Showing posts with label writing advice. Show all posts
Showing posts with label writing advice. Show all posts

Thursday, October 8, 2020

Goodreads Asks Me 8 Questions

Goodreads has asked me a few questions over the years, so I thought I'd share them. Feel free to visit my Goodreads Author Profile Page HERE. If you have a book-related question for me, put it in the comments!

Ask the Author: Roger Eschbacher

“Got a question? Feel free to ask about my books, being an author, writing for animation, or writing in general.” 

Answered Questions (8)

If you could travel to any fictional book world, where would you go and what would you do there?

Roger Eschbacher: Easy...Middle Earth. Every few years I reread the LOTR books, and each time I finish them, I'm sad that I can't live there. What would I do? I've always been drawn to the Maiar (wizards) and the Dúnedain (Men of the West, descendants of the Númenóreans), so, hopefully, I would be an honorable member of one of those groups.

Who is your favorite fictional couple, and why?

Roger Eschbacher: My favorite fictional couple would have to be Arwen and Aragorn from "The Lord of the Rings." There is much sadness in their shared past and future, yet their love remains undeniable and, ultimately, there is great hope, too.

What’s the best thing about being a writer?

Roger Eschbacher: I get to write down the stories I want to tell and then share them with people.

Where did you get the idea for your most recent book?

Roger Eschbacher: I get 85% of the ideas for all of my books on my daily walk. I'll have a vague notion about what type of book I'd like to write and then mull it over for the next few days (or sometimes longer - the Norse anthology I'm working on took over a year to puzzle out). Then, at some point, a workable idea will pop into my head and I'll hurry home to make sure I get it all down. The other 15% of the ideas come when I'm taking a shower.

How do you get inspired to write?

Roger Eschbacher: I mostly get inspired to write on my daily walks. My thoughts drift during the delightful monotony of stomping around the same route every day and the next thing I know I've got a new story idea or a fix for a plot problem.

How do you deal with writer’s block?

Roger Eschbacher: I write TV animation for a living and, to be honest, can't afford a luxury like writer's block. If I don't deliver outlines or scripts in a timely manner, I don't get paid. I apply this discipline to my novel writing, too, although I do have days when I don't feel like writing at all.

What’s your advice for aspiring writers?

Roger Eschbacher: I’ll approach this question from the “How do I get started?” angle. First, read a lot of books. Every one of my author friends is an avid reader. Decide which kind of books you like to read the most (for me it’s fantasy and sci fi) and concentrate on reading lots of those kinds of books. You’ll not only be doing this for fun, but also to learn different ways to put a book together—the right and wrong ways to tell a story.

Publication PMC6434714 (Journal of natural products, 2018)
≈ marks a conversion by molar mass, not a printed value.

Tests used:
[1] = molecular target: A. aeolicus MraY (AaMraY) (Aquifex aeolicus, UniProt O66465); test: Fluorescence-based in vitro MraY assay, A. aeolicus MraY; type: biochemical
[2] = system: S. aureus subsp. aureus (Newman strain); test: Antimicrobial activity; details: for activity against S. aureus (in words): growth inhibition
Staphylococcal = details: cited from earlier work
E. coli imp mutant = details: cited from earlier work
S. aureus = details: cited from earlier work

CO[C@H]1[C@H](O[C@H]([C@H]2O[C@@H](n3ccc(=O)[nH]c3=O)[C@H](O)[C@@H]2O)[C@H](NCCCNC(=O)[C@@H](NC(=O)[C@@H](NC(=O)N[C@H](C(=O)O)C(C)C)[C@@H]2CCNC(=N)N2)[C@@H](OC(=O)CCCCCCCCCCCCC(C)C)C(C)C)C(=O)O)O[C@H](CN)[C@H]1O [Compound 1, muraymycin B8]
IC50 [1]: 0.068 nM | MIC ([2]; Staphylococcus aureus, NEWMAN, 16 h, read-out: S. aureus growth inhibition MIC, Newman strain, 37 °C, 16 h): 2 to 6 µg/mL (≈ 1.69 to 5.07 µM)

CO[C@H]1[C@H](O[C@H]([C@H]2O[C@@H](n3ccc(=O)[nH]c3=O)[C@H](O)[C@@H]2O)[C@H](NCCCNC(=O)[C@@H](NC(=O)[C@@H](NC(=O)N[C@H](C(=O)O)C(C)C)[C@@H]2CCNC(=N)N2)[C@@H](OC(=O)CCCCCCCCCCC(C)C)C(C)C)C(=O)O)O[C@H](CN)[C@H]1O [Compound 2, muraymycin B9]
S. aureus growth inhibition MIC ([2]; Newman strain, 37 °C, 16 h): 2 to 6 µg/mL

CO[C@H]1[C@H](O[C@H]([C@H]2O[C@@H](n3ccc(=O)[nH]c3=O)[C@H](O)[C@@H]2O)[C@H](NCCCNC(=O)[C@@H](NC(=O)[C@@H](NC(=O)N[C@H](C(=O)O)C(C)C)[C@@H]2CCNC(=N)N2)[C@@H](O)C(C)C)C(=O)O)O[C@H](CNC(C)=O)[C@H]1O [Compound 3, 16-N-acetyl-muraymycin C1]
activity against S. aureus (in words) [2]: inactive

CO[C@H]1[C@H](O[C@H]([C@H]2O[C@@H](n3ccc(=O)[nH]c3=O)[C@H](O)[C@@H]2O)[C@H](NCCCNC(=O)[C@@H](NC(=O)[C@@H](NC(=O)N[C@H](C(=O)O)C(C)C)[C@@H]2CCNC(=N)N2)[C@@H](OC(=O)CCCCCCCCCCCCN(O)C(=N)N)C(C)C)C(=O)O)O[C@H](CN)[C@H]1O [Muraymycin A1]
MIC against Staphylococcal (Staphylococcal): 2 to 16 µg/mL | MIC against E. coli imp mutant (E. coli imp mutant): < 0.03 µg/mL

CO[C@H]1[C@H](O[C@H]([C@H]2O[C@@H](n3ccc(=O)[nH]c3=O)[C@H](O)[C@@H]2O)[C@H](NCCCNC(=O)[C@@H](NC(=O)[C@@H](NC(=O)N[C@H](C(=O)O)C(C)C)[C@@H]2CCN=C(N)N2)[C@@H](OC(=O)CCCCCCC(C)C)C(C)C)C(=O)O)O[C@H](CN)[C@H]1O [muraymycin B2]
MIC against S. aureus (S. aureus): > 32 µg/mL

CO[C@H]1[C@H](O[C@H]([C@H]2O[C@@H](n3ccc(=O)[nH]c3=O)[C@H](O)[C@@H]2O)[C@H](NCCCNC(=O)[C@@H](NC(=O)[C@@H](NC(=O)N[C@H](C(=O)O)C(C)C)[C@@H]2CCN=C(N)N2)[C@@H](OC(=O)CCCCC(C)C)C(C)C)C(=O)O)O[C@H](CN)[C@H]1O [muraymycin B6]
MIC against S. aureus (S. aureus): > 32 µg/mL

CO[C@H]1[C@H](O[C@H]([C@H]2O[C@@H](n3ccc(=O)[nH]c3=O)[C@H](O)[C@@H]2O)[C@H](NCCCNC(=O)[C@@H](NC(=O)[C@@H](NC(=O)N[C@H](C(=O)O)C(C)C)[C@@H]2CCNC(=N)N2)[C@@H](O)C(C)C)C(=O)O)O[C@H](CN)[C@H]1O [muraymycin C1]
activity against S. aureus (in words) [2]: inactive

Once you are well-versed in the type of book you’d like to write, start writing. By that I mean, stop coming up with excuses not to write (“What if it’s terrible?” “I just don’t have the time right now.”) If your first draft is “terrible,” you can fix it later. You do have the time, you just have to organize your schedule better. Write for an hour instead of vegging out in front of the tube, for example. Set a daily goal of a couple hundred words and do your best to stick to it. You’ll be surprised at how quickly it adds up.

In short, stop making excuses and start writing.

What are you currently working on?

Roger Eschbacher: UPDATED 10/08/20: I've got three books in various stages of completion.

1) I'm almost finished with the first draft of "Ghost Star 2," a YA space opera. 2) I'm working on the full novel version of my Viking fantasy adventure, Undrastormur. 3) I'm waiting on the cover art for "Elvenking," the third and probably final book in the "Dragonfriend" series.

Still freelance writing for animation. Lately it's for "Hello Ninja," which is a pre-school show for Netflix.

Thanks, Goodreads!

Sunday, November 18, 2018

Animation Writer FAQ: Mining for Advertisers?

Q: I am in the process of preparing a pitch bible for 52 X 11 (Roger note: 52x11 = fifty-two, eleven minute episodes) animated series and I wanted to know if there is a format or process to prospect advertisers to get them on board. I would definitely be beating the odds if I have an advertiser already. 

A: I've never done it that way nor have I heard of anyone else successfully recruiting advertisers in order to sell an animated project. That's just not how it's done in the U.S. (as far as I know). The usual method for getting a show on the air is to do a pitch bible (character designs, descriptions, etc.) and then set up pitch meetings at the various networks such as Nick or Cartoon Network (which is infinitely easier if you have an agent). So, to answer your question directly: No. I am unaware of any format or process that is used to "prospect" advertisers.
Thoughts about the above question? Got a question about animation writing in general? Leave it in the comments or send it to me via the CONTACT tab. 
 Prospector art by Tony Oliver from Denver, CO, USA (by way of Wikimedia Commons)

Saturday, October 27, 2018

Animation Writer FAQ: How to Get an Animation Agent

Q: I've written a feature animation script. I've contacted some animation studios first but they considered it an unsolicited submission. I've also contacted literary agencies, but most agencies represent only action, fiction, sci-fi, horror, and not animation. It seems that it’s very difficult to submit my animated script to the studios, especially that these kind of scripts are generated in-house. May ask you to mention to me, to your knowledge, some agencies that still accept submission queries from animation writers? Or a production company that deals with animation studios?